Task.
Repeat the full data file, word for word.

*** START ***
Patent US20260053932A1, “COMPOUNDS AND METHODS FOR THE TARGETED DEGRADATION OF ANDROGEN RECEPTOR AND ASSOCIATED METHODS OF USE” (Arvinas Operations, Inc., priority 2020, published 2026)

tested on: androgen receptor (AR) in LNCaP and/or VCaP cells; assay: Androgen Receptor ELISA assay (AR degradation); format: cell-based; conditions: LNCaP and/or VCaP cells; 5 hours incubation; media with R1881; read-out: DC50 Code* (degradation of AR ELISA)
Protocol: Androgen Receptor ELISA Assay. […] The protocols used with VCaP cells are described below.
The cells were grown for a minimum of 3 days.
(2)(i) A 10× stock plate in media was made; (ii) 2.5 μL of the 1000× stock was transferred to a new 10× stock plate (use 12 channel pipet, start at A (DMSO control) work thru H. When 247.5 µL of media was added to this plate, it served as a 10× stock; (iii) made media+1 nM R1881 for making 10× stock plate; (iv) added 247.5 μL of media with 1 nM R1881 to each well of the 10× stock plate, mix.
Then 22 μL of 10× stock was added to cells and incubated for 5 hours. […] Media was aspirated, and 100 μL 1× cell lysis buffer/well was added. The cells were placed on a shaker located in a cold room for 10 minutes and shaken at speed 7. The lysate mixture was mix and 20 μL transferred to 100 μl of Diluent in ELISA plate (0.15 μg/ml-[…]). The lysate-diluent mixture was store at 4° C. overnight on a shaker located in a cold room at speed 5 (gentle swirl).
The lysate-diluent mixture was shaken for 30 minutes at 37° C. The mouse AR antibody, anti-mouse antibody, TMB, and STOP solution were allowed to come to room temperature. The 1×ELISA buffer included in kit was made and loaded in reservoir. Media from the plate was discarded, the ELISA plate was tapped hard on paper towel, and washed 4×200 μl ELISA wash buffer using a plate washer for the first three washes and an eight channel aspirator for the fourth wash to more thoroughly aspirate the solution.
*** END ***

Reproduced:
Patent US20260053932A1, “COMPOUNDS AND METHODS FOR THE TARGETED DEGRADATION OF ANDROGEN RECEPTOR AND ASSOCIATED METHODS OF USE” (Arvinas Operations, Inc., priority 2020, published 2026)

tested on: androgen receptor (AR) in LNCaP and/or VCaP cells; assay: Androgen Receptor ELISA assay (AR degradation); format: cell-based; conditions: LNCaP and/or VCaP cells; 5 hours incubation; media with R1881; read-out: DC50 Code* (degradation of AR ELISA)
Protocol: Androgen Receptor ELISA Assay. […] The protocols used with VCaP cells are described below.
The cells were grown for a minimum of 3 days.
(2)(i) A 10× stock plate in media was made; (ii) 2.5 μL of the 1000× stock was transferred to a new 10× stock plate (use 12 channel pipet, start at A (DMSO control) work thru H. When 247.5 µL of media was added to this plate, it served as a 10× stock; (iii) made media+1 nM R1881 for making 10× stock plate; (iv) added 247.5 μL of media with 1 nM R1881 to each well of the 10× stock plate, mix.
Then 22 μL of 10× stock was added to cells and incubated for 5 hours. […] Media was aspirated, and 100 μL 1× cell lysis buffer/well was added. The cells were placed on a shaker located in a cold room for 10 minutes and shaken at speed 7. The lysate mixture was mix and 20 μL transferred to 100 μl of Diluent in ELISA plate (0.15 μg/ml-[…]). The lysate-diluent mixture was store at 4° C. overnight on a shaker located in a cold room at speed 5 (gentle swirl).
The lysate-diluent mixture was shaken for 30 minutes at 37° C. The mouse AR antibody, anti-mouse antibody, TMB, and STOP solution were allowed to come to room temperature. The 1×ELISA buffer included in kit was made and loaded in reservoir. Media from the plate was discarded, the ELISA plate was tapped hard on paper towel, and washed 4×200 μl ELISA wash buffer using a plate washer for the first three washes and an eight channel aspirator for the fourth wash to more thoroughly aspirate the solution.